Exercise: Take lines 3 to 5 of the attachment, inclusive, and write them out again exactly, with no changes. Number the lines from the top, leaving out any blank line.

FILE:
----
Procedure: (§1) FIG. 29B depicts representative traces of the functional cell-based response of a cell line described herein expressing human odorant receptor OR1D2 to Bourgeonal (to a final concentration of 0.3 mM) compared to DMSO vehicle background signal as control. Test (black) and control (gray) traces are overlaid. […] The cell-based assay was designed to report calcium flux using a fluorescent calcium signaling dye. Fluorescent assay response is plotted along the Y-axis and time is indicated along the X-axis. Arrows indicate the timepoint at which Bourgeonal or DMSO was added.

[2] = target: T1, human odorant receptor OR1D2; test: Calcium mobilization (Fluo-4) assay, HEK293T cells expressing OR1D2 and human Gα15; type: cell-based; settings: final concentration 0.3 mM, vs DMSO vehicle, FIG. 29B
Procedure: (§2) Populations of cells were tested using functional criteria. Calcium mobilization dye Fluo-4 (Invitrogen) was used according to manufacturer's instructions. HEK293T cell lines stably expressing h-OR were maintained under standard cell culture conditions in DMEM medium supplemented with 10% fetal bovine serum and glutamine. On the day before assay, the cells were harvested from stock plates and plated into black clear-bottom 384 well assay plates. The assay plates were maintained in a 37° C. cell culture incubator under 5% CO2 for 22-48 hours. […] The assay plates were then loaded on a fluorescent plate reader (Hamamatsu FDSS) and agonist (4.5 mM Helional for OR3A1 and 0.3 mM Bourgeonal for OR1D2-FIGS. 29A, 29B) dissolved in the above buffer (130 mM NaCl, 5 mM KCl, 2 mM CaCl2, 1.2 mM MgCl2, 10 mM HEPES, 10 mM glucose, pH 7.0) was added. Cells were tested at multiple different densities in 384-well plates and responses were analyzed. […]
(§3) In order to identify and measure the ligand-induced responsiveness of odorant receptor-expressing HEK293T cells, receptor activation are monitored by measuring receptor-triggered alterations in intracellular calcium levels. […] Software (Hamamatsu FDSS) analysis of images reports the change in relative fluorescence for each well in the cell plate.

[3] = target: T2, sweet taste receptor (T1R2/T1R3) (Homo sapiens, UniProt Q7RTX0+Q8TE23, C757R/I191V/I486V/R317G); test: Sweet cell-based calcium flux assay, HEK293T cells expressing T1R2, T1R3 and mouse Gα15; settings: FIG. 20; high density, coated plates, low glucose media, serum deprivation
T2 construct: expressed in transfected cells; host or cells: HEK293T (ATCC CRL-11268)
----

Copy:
Procedure: (§2) Populations of cells were tested using functional criteria. Calcium mobilization dye Fluo-4 (Invitrogen) was used according to manufacturer's instructions. HEK293T cell lines stably expressing h-OR were maintained under standard cell culture conditions in DMEM medium supplemented with 10% fetal bovine serum and glutamine. On the day before assay, the cells were harvested from stock plates and plated into black clear-bottom 384 well assay plates. The assay plates were maintained in a 37° C. cell culture incubator under 5% CO2 for 22-48 hours. […] The assay plates were then loaded on a fluorescent plate reader (Hamamatsu FDSS) and agonist (4.5 mM Helional for OR3A1 and 0.3 mM Bourgeonal for OR1D2-FIGS. 29A, 29B) dissolved in the above buffer (130 mM NaCl, 5 mM KCl, 2 mM CaCl2, 1.2 mM MgCl2, 10 mM HEPES, 10 mM glucose, pH 7.0) was added. Cells were tested at multiple different densities in 384-well plates and responses were analyzed. […]
(§3) In order to identify and measure the ligand-induced responsiveness of odorant receptor-expressing HEK293T cells, receptor activation are monitored by measuring receptor-triggered alterations in intracellular calcium levels. […] Software (Hamamatsu FDSS) analysis of images reports the change in relative fluorescence for each well in the cell plate.

[3] = target: T2, sweet taste receptor (T1R2/T1R3) (Homo sapiens, UniProt Q7RTX0+Q8TE23, C757R/I191V/I486V/R317G); test: Sweet cell-based calcium flux assay, HEK293T cells expressing T1R2, T1R3 and mouse Gα15; settings: FIG. 20; high density, coated plates, low glucose media, serum deprivation